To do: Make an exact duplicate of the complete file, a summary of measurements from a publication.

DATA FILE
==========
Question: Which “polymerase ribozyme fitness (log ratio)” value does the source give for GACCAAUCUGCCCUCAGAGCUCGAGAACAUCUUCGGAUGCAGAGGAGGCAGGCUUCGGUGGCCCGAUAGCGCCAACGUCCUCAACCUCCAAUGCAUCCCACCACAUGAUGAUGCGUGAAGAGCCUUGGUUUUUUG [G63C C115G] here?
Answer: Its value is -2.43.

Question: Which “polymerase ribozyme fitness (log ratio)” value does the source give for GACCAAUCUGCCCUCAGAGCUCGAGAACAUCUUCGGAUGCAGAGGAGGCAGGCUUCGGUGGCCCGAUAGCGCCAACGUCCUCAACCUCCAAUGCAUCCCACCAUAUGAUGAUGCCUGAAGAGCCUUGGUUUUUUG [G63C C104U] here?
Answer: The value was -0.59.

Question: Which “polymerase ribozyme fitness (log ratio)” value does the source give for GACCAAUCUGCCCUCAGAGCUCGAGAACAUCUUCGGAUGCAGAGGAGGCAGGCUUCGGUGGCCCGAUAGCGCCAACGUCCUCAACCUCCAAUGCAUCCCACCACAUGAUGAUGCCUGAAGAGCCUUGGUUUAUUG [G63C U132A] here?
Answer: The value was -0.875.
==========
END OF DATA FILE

Question: Which “polymerase ribozyme fitness (log ratio)” value does the source give for GACCAAUCUGCCCUCAGAGCUCGAGAACAUCUUCGGAUGCAGAGGAGGCAGGCUUCGGUGGCCCGAUAGCGCCAACGUCCUCAACCUCCAAUGCAUCCCACCACAUGAUGAUGCGUGAAGAGCCUUGGUUUUUUG [G63C C115G] here?
Answer: Its value is -2.43.

Question: Which “polymerase ribozyme fitness (log ratio)” value does the source give for GACCAAUCUGCCCUCAGAGCUCGAGAACAUCUUCGGAUGCAGAGGAGGCAGGCUUCGGUGGCCCGAUAGCGCCAACGUCCUCAACCUCCAAUGCAUCCCACCAUAUGAUGAUGCCUGAAGAGCCUUGGUUUUUUG [G63C C104U] here?
Answer: The value was -0.59.

Question: Which “polymerase ribozyme fitness (log ratio)” value does the source give for GACCAAUCUGCCCUCAGAGCUCGAGAACAUCUUCGGAUGCAGAGGAGGCAGGCUUCGGUGGCCCGAUAGCGCCAACGUCCUCAACCUCCAAUGCAUCCCACCACAUGAUGAUGCCUGAAGAGCCUUGGUUUAUUG [G63C U132A] here?
Answer: The value was -0.875.